Have you ever had a house with a carport? I've lived in so many different houses over the course of my life, but this is actually the first time I've had a house with a carport. The upside about ours is that during the warm months, I can use the shade of the carport as a work area for outdoor projects, but the downside is that the carport is located directly next to our backyard patio area. I have to say that from the start, it was one of my least favorite things about the house. I mean, who wants to be having a beautiful backyard Saturday brunch four feet from their automobiles? Not exactly the backyard ambience I was going for…
I thought about building a wall where the carport and deck meet up, but our house backs up against some woods, and my husband loves the panoramic view of the trees from the porch. So he nixed that idea pretty quickly. The next best idea was some sort of trellis that would create the feeling of a barrier without blocking the view of the trees on that side of the yard. I actually found a clipping from a mid century magazine that had this pattern for the same type of situation. So I knew it would be perfect for the spot and fit with our mid century theme. HOORAY!
There were already existing hooks hanging down across the roofline (probably had hanging planters there before), and I figured I could build a trellis panel that could hang down from those hooks and bury the bottom of the trellis into the ground below for extra security (so not all the weight would be hanging from the hooks above). I used Photoshop to make a mockup of the pattern I wanted to make sure the dimensions were right, and once I had my pattern, I was ready to start building!
I knew I would need two 14" and two 11.25" length boards to make each square, and the pieces that connected the squares would be 6" long. I used my pattern to determine how many of each board I would need, and then I used my chop saw to cut all the pieces from 2"x 2" x 8' outdoor treated boards. When cutting a lot of the same length board, it's helpful to use the same original piece over and over again to measure each cut so that the boards don't get slightly bigger and bigger or smaller and smaller each time.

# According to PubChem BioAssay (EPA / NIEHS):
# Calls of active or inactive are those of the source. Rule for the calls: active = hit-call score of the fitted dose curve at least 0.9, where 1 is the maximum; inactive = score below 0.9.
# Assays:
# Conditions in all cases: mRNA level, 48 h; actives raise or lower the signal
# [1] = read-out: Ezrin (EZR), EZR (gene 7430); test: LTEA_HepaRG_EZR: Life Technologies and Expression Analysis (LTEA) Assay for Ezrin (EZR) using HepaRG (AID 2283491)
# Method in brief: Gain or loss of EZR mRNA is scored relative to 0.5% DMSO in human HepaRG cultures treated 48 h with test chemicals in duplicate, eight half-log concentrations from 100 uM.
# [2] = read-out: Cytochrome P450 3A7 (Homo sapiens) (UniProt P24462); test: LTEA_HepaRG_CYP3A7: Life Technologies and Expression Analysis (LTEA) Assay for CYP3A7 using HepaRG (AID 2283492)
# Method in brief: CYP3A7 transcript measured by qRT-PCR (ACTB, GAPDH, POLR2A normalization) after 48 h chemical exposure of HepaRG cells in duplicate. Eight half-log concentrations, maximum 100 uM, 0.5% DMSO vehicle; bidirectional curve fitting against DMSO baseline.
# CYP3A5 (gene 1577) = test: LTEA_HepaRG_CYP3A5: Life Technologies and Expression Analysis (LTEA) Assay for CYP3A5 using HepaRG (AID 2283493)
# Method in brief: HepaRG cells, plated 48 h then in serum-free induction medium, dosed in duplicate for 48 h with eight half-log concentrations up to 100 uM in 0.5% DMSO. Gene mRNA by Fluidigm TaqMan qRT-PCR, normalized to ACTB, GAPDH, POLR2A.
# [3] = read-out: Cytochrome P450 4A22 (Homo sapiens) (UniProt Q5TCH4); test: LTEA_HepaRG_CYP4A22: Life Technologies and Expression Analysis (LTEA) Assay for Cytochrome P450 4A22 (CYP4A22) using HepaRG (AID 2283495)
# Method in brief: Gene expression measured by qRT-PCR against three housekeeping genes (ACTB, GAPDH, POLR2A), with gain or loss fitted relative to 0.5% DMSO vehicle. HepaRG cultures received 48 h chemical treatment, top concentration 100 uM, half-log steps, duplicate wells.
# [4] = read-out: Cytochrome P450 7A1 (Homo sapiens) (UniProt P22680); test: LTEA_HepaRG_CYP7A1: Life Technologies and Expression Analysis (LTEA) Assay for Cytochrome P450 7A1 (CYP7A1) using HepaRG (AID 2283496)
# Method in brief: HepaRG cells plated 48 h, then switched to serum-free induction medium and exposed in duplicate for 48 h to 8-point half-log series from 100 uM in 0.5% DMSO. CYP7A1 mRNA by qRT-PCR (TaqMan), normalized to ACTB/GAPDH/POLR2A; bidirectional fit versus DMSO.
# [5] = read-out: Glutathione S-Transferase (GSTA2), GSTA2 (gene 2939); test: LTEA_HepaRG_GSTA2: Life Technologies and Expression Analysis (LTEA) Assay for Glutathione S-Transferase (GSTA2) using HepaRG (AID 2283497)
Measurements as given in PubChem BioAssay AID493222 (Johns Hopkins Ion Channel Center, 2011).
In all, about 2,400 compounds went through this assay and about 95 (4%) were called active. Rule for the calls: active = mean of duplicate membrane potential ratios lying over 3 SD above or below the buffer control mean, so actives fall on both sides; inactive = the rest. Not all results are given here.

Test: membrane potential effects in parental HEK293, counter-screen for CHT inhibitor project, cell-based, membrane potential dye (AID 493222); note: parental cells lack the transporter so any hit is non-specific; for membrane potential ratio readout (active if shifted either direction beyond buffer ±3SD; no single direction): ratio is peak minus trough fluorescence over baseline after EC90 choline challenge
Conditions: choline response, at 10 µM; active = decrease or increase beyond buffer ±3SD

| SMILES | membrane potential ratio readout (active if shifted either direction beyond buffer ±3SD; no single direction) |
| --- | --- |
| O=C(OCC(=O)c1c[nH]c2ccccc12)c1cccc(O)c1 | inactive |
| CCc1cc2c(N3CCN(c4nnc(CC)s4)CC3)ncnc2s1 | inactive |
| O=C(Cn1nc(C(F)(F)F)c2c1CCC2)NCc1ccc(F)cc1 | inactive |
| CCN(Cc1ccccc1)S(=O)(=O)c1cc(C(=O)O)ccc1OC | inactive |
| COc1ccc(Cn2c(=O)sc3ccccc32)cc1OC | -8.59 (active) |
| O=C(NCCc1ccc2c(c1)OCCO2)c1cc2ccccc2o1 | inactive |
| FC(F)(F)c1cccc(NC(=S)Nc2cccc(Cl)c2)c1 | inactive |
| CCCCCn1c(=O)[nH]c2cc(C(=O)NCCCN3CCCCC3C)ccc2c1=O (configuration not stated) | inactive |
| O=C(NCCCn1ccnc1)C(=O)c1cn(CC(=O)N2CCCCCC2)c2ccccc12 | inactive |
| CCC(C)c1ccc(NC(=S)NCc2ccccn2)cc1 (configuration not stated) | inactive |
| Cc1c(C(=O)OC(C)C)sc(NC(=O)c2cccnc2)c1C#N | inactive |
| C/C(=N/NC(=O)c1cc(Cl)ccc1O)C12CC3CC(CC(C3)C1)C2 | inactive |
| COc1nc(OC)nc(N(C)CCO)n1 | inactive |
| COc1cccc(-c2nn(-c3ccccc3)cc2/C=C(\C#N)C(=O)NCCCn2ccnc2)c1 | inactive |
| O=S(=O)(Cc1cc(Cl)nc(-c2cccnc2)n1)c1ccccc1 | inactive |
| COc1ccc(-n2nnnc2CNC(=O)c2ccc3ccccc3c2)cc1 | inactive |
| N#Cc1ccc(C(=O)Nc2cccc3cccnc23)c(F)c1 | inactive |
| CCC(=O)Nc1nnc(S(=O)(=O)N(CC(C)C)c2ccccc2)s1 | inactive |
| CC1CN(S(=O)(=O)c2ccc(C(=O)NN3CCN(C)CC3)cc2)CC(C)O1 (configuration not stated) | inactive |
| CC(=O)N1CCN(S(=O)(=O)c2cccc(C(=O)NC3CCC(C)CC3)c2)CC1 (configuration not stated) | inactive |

Once the whole thing was filled in, I put long boards across the top and down the sides and cut them to fit the right width and height for the opening.
Now that all the pieces were there and my pattern was complete, I used a nail gun to put together each square first and then attached them together with all the 6" connecting pieces. I ended up also putting in a long wood screw in almost every place I put a nail as well, so if you don't have a nail gun, I actually think a drill and wood screws will work fine (although nailing them first is helpful to keep the whole thing together while you put the screws in).
Once the trellis was assembled, I put heavy-duty screw eye hooks on the top bar of the trellis (in the same location of the hooks that were already installed in the roofline) and dug down into the planter directly under the roofline so that we could bury the bottom of the trellis into the ground when we installed it. Now it was time to put it up!
While the trellis wasn't necessarily that heavy for something so large, it was very delicate. So trying to just pick it up seemed impossible without harming it. I decided that the best way to go would be to clamp five long boards across the trellis so that it would have some support when lifted from the sides. Once we could lift it up vertically, we carefully walked it over to the porch, set it down into the trench we had dug out, and hung it onto the hooks that hung from above. You can bet we did a major happy dance that it didn't break in the process! We probably should have had more people helping us to make sure it was adequately supported, but we were so excited we couldn't wait! Patience is not my strong suit…
Now that the trellis was installed, it was time to paint the wood with exterior paint (a small thin roller worked best for all the crevices) and fill all the joints with an outdoor caulk. Filling all the joints is a bit of a pain, but it really made a big difference in having the trellis look like one unit rather than a ton of small pieces, and it will help weatherize the trellis so it will last longer.
Once all the painting and filling was complete, I planted some fan palms and a Peruvian cactus in the planter bed and sat back on the porch to take it all in! The cactus will have to come inside when it gets cold, but the fan palms should be able to live through the winter here in Tennessee…
I LOVE how this trellis came out! It was definitely quite a bit of work with such an intricate design, but the final product is so worth it! It's great to feel like we have a bit of separation from the cars now and we could even train vines to grow up the trellis if we wanted more privacy too. So glad this project turned out so well! On to the next one! xo. Laura
Credits // Author and Photography: Laura Gummerman. Photos edited with A Beautiful Mess actions.